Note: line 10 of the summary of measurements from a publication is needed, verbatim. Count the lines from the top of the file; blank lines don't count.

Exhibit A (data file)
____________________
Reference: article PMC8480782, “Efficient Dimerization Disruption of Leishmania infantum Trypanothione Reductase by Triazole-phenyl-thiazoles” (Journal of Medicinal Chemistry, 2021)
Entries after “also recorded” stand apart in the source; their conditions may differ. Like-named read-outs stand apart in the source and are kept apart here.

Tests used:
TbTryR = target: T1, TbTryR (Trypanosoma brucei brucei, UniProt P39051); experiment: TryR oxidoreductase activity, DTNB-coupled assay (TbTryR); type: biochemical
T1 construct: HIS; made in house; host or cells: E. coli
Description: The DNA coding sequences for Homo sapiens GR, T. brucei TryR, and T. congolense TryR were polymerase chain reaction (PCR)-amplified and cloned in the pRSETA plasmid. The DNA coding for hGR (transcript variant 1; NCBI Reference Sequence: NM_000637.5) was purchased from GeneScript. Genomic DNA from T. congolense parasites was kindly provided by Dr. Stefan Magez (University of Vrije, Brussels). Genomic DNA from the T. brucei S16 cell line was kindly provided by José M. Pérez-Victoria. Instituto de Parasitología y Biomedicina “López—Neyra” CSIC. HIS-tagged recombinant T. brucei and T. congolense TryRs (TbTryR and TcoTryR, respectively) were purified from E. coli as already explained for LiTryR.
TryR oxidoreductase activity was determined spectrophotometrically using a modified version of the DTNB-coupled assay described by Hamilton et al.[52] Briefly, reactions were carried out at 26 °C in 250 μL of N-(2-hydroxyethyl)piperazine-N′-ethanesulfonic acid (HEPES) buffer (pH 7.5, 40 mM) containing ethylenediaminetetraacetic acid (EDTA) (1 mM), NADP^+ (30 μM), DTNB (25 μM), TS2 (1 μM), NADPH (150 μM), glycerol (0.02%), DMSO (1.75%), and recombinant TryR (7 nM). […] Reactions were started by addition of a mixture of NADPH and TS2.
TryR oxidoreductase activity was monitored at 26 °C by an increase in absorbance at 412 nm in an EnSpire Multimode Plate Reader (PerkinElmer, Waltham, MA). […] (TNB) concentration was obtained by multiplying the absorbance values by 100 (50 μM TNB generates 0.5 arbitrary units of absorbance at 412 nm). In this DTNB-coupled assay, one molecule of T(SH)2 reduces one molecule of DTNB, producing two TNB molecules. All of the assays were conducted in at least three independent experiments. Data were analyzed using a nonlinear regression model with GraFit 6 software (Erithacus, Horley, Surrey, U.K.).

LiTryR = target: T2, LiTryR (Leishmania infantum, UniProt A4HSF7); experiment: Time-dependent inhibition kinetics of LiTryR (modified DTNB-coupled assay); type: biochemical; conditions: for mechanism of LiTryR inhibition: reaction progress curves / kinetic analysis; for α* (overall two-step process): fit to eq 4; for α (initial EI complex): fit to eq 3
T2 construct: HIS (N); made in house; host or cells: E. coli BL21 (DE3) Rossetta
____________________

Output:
T2 construct: HIS (N); made in house; host or cells: E. coli BL21 (DE3) Rossetta